Nelson and Tasman are facing similar housing issues to provincial cities in Canada and Australia and higher density living is one of the answers to those challenges, says housing expert Dr Wendy Sarkissian.
Taking a detour on the way to Hawaii, Canadian born, Dr Sarkissian spent time in the region talking at the Nelson City Council and the Tasman District Council about higher density living.
Tasman district council policy planner Jacqui Deans said having Dr Sarkissian facilitating a symposium for housing industry representatives involved in Richmond's urban density project was valuable.
"I think it was great we were able to take advantage of Wendy being in New Zealand," she said. "She's got a wealth of experience in medium density housing development internationally."
"I see you might be a little place, but you've got grown-up issues to deal with in respect to housing," said Dr Sarkissian. Rising house prices, which "tends to bite more sharply in smaller places", tourism development, part-time residences, and the need to provide a variety of housing options for different households were all challenges. "I see issues here with people really wanting housing choice and diversity," she said.
Dr Sarkissian said regionally there were limited development options so housing needed to be targeted and equitable while still providing variety.
On Tuesday she spoke to Nelson residents about medium-density housing with open shared spaces, which could build community-living. The region had "obvious appeal" to people looking to retire.
"This is such an attractive retirement location. I could just imagine retiring here in a heartbeat," she said.
The region had strong infrastructure to support retirees, but she believed more housing options were needed for this group. Dr Sarkissian said services needed to be brought to people's homes and for communities to provide supportive neighbourhoods rather than leaving it to charities or religious groups to look after the vulnerable.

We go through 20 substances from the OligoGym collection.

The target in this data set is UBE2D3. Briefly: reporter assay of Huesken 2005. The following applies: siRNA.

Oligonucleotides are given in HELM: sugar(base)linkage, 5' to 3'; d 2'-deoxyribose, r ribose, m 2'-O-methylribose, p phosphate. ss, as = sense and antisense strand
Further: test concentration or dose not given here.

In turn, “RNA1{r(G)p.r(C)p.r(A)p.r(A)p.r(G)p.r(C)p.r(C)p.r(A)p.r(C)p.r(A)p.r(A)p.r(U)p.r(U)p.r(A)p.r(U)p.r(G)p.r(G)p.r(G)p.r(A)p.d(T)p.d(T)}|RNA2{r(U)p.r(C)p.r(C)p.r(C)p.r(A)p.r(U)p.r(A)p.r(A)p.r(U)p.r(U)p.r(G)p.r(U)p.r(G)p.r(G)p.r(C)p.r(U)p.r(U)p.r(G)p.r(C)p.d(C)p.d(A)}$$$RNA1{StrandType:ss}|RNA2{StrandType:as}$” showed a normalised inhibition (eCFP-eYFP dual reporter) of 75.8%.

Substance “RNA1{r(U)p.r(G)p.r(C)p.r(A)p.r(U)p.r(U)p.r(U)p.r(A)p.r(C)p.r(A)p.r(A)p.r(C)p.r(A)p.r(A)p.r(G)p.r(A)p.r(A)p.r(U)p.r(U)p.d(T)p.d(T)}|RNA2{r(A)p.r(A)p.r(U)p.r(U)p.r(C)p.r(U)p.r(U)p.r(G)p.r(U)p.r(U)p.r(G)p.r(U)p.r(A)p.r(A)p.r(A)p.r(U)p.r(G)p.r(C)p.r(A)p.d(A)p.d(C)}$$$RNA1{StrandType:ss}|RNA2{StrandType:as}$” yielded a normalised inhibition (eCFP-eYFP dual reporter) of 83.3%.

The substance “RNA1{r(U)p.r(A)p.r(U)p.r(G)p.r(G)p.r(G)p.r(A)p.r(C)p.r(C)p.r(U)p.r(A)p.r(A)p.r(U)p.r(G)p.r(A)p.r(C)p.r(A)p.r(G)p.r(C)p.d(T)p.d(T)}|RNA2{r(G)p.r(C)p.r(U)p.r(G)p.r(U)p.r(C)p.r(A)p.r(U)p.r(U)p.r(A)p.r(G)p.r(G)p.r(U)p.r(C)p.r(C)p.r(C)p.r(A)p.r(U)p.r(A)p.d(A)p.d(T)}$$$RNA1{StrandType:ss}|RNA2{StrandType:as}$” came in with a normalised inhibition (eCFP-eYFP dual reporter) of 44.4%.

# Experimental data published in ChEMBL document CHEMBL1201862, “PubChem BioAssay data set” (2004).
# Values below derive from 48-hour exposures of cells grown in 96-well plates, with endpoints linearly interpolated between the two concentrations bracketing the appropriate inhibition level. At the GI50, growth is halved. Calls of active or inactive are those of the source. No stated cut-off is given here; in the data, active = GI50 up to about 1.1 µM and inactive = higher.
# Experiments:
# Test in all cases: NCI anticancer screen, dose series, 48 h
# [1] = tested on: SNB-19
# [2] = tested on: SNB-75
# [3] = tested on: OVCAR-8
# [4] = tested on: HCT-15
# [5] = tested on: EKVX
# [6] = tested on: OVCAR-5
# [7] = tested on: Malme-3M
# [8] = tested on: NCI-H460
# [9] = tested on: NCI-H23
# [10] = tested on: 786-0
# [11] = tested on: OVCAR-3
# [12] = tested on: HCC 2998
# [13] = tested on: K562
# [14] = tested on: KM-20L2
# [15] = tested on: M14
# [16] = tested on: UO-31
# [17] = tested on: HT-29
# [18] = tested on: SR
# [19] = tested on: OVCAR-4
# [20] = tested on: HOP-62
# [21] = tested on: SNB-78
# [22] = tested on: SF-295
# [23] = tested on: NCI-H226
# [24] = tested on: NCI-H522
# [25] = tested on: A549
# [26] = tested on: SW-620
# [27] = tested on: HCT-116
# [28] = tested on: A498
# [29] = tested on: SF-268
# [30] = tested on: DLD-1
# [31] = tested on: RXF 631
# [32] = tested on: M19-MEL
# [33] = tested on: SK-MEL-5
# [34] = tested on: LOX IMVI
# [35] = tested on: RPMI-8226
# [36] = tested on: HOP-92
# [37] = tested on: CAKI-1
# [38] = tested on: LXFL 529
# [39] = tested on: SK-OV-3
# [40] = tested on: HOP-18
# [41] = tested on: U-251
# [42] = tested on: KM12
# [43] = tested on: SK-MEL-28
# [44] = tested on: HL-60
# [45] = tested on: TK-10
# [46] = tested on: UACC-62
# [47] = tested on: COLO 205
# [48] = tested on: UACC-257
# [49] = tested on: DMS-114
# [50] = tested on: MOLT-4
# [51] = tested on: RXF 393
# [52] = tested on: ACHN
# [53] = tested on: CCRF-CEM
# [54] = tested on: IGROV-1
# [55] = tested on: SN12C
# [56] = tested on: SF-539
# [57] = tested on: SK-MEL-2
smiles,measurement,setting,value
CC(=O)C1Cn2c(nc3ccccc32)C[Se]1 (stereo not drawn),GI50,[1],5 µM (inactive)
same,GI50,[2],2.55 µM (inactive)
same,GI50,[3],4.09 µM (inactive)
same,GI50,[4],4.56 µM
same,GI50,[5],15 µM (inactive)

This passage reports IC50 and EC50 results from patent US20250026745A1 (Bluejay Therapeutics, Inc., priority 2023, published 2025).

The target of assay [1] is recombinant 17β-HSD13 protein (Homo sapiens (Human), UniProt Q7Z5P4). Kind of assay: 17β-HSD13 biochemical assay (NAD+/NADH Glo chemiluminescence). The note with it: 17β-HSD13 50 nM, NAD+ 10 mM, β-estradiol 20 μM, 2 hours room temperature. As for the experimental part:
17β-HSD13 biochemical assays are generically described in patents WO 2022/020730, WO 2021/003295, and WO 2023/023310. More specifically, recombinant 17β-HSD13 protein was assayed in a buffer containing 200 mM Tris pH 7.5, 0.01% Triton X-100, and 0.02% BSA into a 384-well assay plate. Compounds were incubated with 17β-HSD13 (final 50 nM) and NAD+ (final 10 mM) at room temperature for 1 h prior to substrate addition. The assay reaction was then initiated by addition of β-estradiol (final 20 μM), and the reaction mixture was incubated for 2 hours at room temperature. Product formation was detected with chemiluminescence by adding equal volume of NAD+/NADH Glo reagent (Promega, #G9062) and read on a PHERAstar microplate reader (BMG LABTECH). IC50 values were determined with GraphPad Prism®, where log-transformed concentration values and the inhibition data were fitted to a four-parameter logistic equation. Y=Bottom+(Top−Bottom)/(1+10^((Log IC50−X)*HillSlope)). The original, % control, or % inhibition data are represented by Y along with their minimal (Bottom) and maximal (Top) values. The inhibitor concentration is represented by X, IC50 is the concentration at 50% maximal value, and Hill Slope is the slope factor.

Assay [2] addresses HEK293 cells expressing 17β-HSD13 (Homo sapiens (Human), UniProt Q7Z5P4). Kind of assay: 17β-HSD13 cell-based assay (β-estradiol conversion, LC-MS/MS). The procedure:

Unhealthy homes have been linked to high rates of infectious and respiratory diseases, especially among children and Dr Sarkissian said the relationship between health and housing has been underestimated and not fully understood. She said the Government needed to provide information about the health impacts of housing materials while developers "needed to learn new tricks about healthy housing" and how to build breathable insulated homes.
Having built her own sustainable home she understands the complexities of balancing affordability, the paperwork, and mixed messages about healthy and sustainable homes. "I noticed there were contradictions at every turn - lots of times I said what's in this and they said don't ask." She used the internet for endless information and she recommends those interested in eco-housing do the same.
For the future of the region's housing she suggested more diversity with higher density and an infusion of New Zealand's 100 per cent pure tourism ideals into the sector - 100 per cent healthy homes and with minimal footprint.
Dr Sarkissian is something of an environmental philosopher with a PhD in environmental ethics.
Her perspectives are underpinned by an awareness of the natural world. In the early 1990s she undertook a physical and spiritual journey to find her "ecological self" - a commitment where one "sees their little self sitting here as part of something extremely big and inter-connected".
She said there was a something in this perspective for planners, developers and communities "if we want to realise our full humanity as members of a wider earth community".
"We're just one species with the power to hold other species to ransom. It's dangerous to see ourselves as managers of creation - we are co-creators of the rest of the natural world. You are part of everything."
- © Fairfax NZ News
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